As a basic example, consider a near future where you’re using your phone to connect to your favorite content while walking down the street. Rather than traversing a network of cell towers and eventually getting a call back across the internet, your device connects to a computer located in the traffic cabinet at the intersection, close to where you are. Your data and code are served to you right when you need it, exactly where you need it. With EDJX, developers can write code and data once to the EDJX network, EdjNet, and the network takes care of ensuring that it is always close to the connected thing, like a device or a machine, without any manual intervention or extra work to do for the programmer. In this way, EDJX allows for ultra-low latency data processing (data processing without delay) and code execution everywhere and anywhere, at “planet-scale”. And for all things IoT and edge computing, this is an exciting innovation.
TechWire: In late 2020, you were in beta phase. Where are you now with the platform?
John: The platform has been live since early summer. It’s live in over 20 markets, soon to be 32 markets globally. If you sign up to an account on EDJX, you can accelerate code and write data across the EDJX EdjNet.
On the near horizon, we’re beginning to build private versions of EdjNet for very large-scale constituents. We’ve found a lot of compatibility with the Department of Defense (DoD), and the Department of Transportation (DoT). Our EDJX platform will enable intelligent traffic systems and what we call the Internet of Military Things. There will be a raft of other verticals that follow, like healthcare and industrial manufacturing.
TechWire: How quickly are you scaling?
John: Now we’re at about 32 people. By the end of this year, we’ll be at about 65 people. We need more people. We have more work than we can fulfill. That’s the hard part when you’re transitioning from a company that finds product market fit to a company that’s rapidly scaling; it’s a difficult transition.
TechWire: What is your annual growth rate?
John: We can’t comment on revenue as a private company, but our rate of growth rate is triple digits.
TechWire: And clients?
John: We launched with a lot of high-profile partners like Cyxtera, which recently went public as a data center company, and companies like IT Renew, which is a leader in sustainable circular economy solutions for IT infrastructure. Organizations like the Autonomy Institute have been fervent supporters of EDJX.
TechWire: Tell me about your recent partnership with Autonomy Institute.
John: The Autonomy Institute centers on how to deliver a scalable industry 4.0 infrastructure for our country. Industry 4.0 infrastructure means all of the sensors, devices, communications equipment and edge computing hardware necessary to develop and deploy the autonomous systems that will transform our economy. We call this infrastructure Public Infrastructure Network Nodes, or ‘PINN’s’ for short. The EDJX operating system is an important component to making the PINNs connected and distributed in a way that helps make it easy for developers to create new and innovative solutions. EDJX is the way that you utilize that infrastructure.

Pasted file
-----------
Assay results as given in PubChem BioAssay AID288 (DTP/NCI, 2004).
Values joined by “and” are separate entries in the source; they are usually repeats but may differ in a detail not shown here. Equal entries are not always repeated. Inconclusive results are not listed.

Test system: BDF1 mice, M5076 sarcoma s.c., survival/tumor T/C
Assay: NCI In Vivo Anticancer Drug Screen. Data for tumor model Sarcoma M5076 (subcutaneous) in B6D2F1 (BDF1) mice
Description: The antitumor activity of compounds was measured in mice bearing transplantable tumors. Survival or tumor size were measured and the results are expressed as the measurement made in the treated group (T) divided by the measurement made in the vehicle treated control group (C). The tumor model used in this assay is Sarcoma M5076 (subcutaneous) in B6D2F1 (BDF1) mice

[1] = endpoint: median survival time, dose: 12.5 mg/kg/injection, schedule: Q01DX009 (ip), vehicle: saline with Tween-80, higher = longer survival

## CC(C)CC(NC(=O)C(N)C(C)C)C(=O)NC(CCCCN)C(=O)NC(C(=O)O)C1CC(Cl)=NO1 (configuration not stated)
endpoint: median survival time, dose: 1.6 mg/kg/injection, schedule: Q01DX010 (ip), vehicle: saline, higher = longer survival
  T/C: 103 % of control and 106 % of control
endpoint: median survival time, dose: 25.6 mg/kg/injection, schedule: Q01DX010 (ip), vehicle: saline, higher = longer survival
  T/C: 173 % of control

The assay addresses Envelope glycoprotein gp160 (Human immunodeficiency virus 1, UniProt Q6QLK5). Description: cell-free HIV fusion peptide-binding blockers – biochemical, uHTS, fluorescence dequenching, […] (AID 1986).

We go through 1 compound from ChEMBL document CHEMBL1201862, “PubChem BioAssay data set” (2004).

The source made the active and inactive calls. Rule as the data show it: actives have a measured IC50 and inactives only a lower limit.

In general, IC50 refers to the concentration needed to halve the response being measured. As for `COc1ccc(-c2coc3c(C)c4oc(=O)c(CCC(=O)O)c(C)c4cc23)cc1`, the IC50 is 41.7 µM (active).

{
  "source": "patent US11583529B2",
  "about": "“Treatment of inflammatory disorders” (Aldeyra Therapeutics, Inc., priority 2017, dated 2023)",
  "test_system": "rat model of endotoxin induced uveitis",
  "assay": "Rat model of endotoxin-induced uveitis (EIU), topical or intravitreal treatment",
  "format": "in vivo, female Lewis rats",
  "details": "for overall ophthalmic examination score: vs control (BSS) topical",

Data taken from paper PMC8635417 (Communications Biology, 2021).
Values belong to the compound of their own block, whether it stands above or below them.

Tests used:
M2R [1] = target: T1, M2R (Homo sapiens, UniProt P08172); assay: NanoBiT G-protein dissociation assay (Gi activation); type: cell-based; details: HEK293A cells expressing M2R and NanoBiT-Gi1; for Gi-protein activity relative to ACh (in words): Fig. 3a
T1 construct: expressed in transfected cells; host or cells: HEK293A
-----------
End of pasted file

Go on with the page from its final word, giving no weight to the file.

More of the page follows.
TechWire: Surely there are other companies doing what you’re doing. How has EDJX risen to the top?
John: When everybody went left, we were the only ones who went right. Almost every competitor or early-stage company that is trying to take cloud computing, and copy and paste it at the edge – that explicitly will not work at scale. What EDJX did is very different. We deviated from that and built an entirely decentralized distributed model. We broke away from the traditional monolithic cloud-computing application stack by building a serverless framework where WebAssembly is the core technology.
TechWire: So do you think you could follow in the steps of Pendo (another Raleigh startup that hit $1-billion value in 2019)?
John: We could far exceed Pendo! It’s not hyperbole; I think we can be even bigger! It’s not a stretch to see EDJX crest $1 billion of enterprise value within the next 12 to 18 months.
TechWire: How can you explain such a quick ascent?
John: Timing. We made the right investment on the right market at the right time. That’s really what it comes down to.
TechWire: How much have you been involved in RIoT?
John: We have been very involved with RIoT – it is another one of Raleigh’s best kept secrets! EDJX customers are developers building applications in the Internet of Things (IoT) vertical. About two years ago, we serendipitously learned about RIoT from a colleague, and we were surprised to know that there was such a thriving IoT group right here in Raleigh! We were busy building stuff, not really looking out in the market in any way at that point. But what we discovered in fact is that one of the most robust developer ecosystems in IoT is right here. For EDJX, that’s a group that we want to support. We’ve sponsored several RIot events already, with more coming in 2022. Anything we can do to tell the world that the Triangle is the center of gravity for IoT, we’re going to do.
TechWire: Do you think the Triangle could be an Edge Computing/IoT hub?
John: We’re going to make that happen. We’ve got timing, cost, and focus. IoT development is uncharted territory. To lay claim to something like the future of the internet, you have to be early and that’s what groups like RIoT represent. They’ve got an amazing nucleus. If we start bringing in live innovation labs, and creating that gravitational pull for talent, research money, and all those things that make markets, the Triangle will be the Edge Computing/IoT hub.